Especially with our fertile hatching eggs, we have some great lines that produce amazing show prospects. Ours is an NPIP hatchery and our birds are purebred. (The exceptions are designer hybrids, Easter Eggers, and the Red Stars which are a hybrid "mixed breeds" by nature.) Other breeds are pure, but don't have APA standards yet: take, for instance, breeders working to develop APA standards for Svarthonna and some other breeds that are rare to this country. But regardless, in all cases where APA standards exist, our birds are selected to conform to them, and they're selected as well for health and docility. In cases where breeders are working to get APA recognition, we breed to the proposed standards.
For this reason, our birds are often shown, and many times win! 4Hers particularly like that they can order one each of many breeds, so they can have a real selection of birds to show. However, our birds are not bred ONLY for show, meaning physical characteristics are not our only concern. They are bred with the needs of all chicken keepers in mind. That means hardiness, egg laying capability, egg color, friendliness, and so forth are also important. Heck, those things are all important to reputable breeders, too! It's a bad idea to ignore health in favor of conformation.
All that said, no one---hatchery or breeder---can guarantee you'll get a show winner. Even when purchasing from a top breeder of show birds from winning lines, not every chick hatched will make good show material. Even the prettiest chickens may not have the personality for the show circuit. This is why no one can guarantee their chicks are "show quality." The honest thing to say is that chicks may have show potential, or that they come from show lines (meaning mother, father, grandfather, etc, have won shows). Do remember that even top breeders may hatch hundreds of birds from very good lines before they find The One they feel will be a grand champion at a poultry show!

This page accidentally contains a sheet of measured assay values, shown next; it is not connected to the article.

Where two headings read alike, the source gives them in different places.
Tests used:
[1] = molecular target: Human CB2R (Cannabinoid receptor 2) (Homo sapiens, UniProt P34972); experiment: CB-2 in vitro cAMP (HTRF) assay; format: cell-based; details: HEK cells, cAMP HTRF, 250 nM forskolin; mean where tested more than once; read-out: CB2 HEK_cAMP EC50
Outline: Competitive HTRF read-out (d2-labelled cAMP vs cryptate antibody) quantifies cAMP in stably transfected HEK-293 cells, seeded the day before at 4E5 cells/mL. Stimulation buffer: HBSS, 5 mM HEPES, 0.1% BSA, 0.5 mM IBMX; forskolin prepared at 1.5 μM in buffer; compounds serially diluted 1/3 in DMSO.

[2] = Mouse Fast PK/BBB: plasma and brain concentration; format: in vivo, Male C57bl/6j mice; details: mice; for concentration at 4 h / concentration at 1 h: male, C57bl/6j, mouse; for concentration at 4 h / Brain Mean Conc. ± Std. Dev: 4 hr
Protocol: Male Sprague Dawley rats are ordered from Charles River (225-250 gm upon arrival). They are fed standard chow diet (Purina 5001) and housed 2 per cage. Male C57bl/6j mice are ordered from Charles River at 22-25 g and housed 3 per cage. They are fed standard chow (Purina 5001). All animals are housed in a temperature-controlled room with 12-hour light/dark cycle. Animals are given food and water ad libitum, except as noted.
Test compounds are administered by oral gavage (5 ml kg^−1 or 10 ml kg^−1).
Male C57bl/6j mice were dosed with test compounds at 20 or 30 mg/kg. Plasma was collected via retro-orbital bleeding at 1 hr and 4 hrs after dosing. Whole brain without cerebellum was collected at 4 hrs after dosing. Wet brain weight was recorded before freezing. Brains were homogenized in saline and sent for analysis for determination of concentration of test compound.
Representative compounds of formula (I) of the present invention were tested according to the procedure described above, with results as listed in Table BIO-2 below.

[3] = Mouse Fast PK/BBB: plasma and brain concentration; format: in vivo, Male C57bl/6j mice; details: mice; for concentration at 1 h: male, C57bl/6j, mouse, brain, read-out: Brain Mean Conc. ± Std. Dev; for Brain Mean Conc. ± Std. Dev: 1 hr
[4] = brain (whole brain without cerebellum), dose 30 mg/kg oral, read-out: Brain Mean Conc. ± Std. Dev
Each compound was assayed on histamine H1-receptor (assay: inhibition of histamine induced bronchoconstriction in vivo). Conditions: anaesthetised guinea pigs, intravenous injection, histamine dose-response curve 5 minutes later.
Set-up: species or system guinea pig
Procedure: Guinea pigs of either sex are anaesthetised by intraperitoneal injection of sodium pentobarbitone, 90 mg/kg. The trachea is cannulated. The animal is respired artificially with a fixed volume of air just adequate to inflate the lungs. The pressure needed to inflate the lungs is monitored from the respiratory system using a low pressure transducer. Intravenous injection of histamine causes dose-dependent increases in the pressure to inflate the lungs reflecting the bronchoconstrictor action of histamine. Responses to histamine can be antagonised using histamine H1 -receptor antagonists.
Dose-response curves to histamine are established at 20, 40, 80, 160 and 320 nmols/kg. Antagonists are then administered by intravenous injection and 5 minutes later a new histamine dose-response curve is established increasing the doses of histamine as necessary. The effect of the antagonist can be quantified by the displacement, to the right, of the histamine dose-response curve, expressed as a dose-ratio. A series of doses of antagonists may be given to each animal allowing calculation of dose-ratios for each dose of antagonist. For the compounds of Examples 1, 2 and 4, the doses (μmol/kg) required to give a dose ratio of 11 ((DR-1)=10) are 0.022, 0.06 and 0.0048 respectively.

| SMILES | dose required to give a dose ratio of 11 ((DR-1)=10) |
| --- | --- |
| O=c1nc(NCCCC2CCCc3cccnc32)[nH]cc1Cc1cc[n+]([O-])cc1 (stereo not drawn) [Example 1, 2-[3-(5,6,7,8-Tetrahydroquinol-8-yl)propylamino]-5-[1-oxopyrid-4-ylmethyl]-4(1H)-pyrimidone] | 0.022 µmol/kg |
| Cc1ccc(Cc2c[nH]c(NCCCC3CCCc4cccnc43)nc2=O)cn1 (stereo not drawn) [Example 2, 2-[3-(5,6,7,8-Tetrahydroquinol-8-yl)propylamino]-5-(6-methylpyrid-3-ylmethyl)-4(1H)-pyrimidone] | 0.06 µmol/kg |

Don't forget, too, that true "show" birds are often not the best layers, as they are selected more heavily for conformity to breed appearance standards rather than, say, winter laying capability. Reputable hatcheries select to APA standard, and breed for health and docility so you have a well-rounded bird for the breed, as opposed to a bird that is selected exclusively for, say, extra dark plumage color but doesn't lay well.
If you're interested in exhibiting your birds at poultry shows, take the time to attend a few before you take the plunge. Shows are also wonderful places for seeing some unusual breeds in person, and talking to people about what their favorite birds are. Someone who wins a show with a Silver Spangled Hamburg, may actually prefer Barred Rocks for a laying flock, so ask around!
Importantly, you'll need to pay extra attention to biosecurity if you're going to shows, since your birds will often be exposed to other flocks, and everything they might carry. Even if it's just you going to the show, you might carry something back to your flock! For tips and advice on this subject, you'll want to watch this YouTube video: